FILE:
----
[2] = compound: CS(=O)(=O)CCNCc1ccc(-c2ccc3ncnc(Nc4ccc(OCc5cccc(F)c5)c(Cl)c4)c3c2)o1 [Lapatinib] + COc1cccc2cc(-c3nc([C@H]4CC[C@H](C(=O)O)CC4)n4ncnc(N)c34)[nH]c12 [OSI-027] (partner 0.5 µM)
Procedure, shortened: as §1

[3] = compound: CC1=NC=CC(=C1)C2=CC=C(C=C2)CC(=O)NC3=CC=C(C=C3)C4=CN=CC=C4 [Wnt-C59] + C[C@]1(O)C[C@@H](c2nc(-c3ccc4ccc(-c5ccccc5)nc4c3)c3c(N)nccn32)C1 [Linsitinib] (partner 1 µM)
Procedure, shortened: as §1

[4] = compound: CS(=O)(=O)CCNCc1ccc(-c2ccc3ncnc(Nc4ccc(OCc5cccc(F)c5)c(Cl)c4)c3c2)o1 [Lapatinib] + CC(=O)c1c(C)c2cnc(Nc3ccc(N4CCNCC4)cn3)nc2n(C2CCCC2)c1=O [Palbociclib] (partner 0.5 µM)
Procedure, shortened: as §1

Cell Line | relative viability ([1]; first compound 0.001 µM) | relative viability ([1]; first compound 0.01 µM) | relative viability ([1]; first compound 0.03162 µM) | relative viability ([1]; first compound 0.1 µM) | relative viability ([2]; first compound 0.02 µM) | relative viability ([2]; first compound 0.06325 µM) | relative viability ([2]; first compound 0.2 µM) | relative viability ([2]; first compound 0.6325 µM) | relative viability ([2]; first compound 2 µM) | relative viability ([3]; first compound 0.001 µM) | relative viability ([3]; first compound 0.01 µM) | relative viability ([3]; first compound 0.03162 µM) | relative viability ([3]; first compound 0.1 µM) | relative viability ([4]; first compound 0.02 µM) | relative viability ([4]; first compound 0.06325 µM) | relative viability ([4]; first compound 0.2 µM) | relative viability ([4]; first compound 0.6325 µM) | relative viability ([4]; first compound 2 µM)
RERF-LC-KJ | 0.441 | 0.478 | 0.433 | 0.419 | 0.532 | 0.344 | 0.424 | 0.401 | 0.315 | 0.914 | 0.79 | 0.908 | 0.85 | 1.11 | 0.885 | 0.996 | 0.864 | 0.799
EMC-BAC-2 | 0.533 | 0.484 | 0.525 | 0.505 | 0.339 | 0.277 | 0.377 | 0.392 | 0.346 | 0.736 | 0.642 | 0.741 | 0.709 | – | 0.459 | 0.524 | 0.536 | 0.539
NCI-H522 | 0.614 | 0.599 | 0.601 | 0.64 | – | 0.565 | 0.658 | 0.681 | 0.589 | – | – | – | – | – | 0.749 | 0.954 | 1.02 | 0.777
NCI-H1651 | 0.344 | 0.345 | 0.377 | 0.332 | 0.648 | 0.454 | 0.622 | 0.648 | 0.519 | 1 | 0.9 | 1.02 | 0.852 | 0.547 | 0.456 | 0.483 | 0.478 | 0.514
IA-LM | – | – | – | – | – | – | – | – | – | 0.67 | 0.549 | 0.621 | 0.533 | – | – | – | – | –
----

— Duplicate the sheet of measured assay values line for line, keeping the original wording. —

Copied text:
[2] = compound: CS(=O)(=O)CCNCc1ccc(-c2ccc3ncnc(Nc4ccc(OCc5cccc(F)c5)c(Cl)c4)c3c2)o1 [Lapatinib] + COc1cccc2cc(-c3nc([C@H]4CC[C@H](C(=O)O)CC4)n4ncnc(N)c34)[nH]c12 [OSI-027] (partner 0.5 µM)
Procedure, shortened: as §1

[3] = compound: CC1=NC=CC(=C1)C2=CC=C(C=C2)CC(=O)NC3=CC=C(C=C3)C4=CN=CC=C4 [Wnt-C59] + C[C@]1(O)C[C@@H](c2nc(-c3ccc4ccc(-c5ccccc5)nc4c3)c3c(N)nccn32)C1 [Linsitinib] (partner 1 µM)
Procedure, shortened: as §1

[4] = compound: CS(=O)(=O)CCNCc1ccc(-c2ccc3ncnc(Nc4ccc(OCc5cccc(F)c5)c(Cl)c4)c3c2)o1 [Lapatinib] + CC(=O)c1c(C)c2cnc(Nc3ccc(N4CCNCC4)cn3)nc2n(C2CCCC2)c1=O [Palbociclib] (partner 0.5 µM)
Procedure, shortened: as §1

Cell Line | relative viability ([1]; first compound 0.001 µM) | relative viability ([1]; first compound 0.01 µM) | relative viability ([1]; first compound 0.03162 µM) | relative viability ([1]; first compound 0.1 µM) | relative viability ([2]; first compound 0.02 µM) | relative viability ([2]; first compound 0.06325 µM) | relative viability ([2]; first compound 0.2 µM) | relative viability ([2]; first compound 0.6325 µM) | relative viability ([2]; first compound 2 µM) | relative viability ([3]; first compound 0.001 µM) | relative viability ([3]; first compound 0.01 µM) | relative viability ([3]; first compound 0.03162 µM) | relative viability ([3]; first compound 0.1 µM) | relative viability ([4]; first compound 0.02 µM) | relative viability ([4]; first compound 0.06325 µM) | relative viability ([4]; first compound 0.2 µM) | relative viability ([4]; first compound 0.6325 µM) | relative viability ([4]; first compound 2 µM)
RERF-LC-KJ | 0.441 | 0.478 | 0.433 | 0.419 | 0.532 | 0.344 | 0.424 | 0.401 | 0.315 | 0.914 | 0.79 | 0.908 | 0.85 | 1.11 | 0.885 | 0.996 | 0.864 | 0.799
EMC-BAC-2 | 0.533 | 0.484 | 0.525 | 0.505 | 0.339 | 0.277 | 0.377 | 0.392 | 0.346 | 0.736 | 0.642 | 0.741 | 0.709 | – | 0.459 | 0.524 | 0.536 | 0.539
NCI-H522 | 0.614 | 0.599 | 0.601 | 0.64 | – | 0.565 | 0.658 | 0.681 | 0.589 | – | – | – | – | – | 0.749 | 0.954 | 1.02 | 0.777
NCI-H1651 | 0.344 | 0.345 | 0.377 | 0.332 | 0.648 | 0.454 | 0.622 | 0.648 | 0.519 | 1 | 0.9 | 1.02 | 0.852 | 0.547 | 0.456 | 0.483 | 0.478 | 0.514
IA-LM | – | – | – | – | – | – | – | – | – | 0.67 | 0.549 | 0.621 | 0.533 | – | – | – | – | –